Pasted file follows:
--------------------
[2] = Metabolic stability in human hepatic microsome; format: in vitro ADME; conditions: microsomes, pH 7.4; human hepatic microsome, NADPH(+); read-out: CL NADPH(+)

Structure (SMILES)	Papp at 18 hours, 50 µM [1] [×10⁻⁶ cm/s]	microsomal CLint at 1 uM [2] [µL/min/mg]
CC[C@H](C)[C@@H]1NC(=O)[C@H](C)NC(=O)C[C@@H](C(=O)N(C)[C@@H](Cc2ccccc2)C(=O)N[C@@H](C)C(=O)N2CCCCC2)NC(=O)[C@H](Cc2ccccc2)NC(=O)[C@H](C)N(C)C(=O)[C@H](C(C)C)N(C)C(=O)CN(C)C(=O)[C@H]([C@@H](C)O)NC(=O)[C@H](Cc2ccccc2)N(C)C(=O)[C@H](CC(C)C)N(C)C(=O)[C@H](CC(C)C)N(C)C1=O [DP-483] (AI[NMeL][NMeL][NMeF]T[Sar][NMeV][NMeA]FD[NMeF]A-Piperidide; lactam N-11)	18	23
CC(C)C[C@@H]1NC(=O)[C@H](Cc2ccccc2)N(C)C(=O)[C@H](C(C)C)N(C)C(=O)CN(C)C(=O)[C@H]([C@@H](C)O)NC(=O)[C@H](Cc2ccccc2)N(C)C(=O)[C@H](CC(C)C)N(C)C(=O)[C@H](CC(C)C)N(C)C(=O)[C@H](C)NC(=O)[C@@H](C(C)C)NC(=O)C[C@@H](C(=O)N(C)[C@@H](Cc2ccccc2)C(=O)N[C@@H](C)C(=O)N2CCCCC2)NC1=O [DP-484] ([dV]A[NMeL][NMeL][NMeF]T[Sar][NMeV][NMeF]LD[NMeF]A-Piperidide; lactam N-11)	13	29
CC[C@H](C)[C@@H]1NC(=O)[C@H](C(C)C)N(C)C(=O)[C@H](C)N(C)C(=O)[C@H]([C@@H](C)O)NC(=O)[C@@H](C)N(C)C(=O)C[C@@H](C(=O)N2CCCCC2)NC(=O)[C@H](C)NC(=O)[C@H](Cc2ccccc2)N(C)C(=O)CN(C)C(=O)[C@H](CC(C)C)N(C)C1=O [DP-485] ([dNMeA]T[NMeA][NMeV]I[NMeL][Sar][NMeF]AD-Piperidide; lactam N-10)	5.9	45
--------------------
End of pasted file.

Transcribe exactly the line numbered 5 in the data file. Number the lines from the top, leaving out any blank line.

CC[C@H](C)[C@@H]1NC(=O)[C@H](C(C)C)N(C)C(=O)[C@H](C)N(C)C(=O)[C@H]([C@@H](C)O)NC(=O)[C@@H](C)N(C)C(=O)C[C@@H](C(=O)N2CCCCC2)NC(=O)[C@H](C)NC(=O)[C@H](Cc2ccccc2)N(C)C(=O)CN(C)C(=O)[C@H](CC(C)C)N(C)C1=O [DP-485] ([dNMeA]T[NMeA][NMeV]I[NMeL][Sar][NMeF]AD-Piperidide; lactam N-10)	5.9	45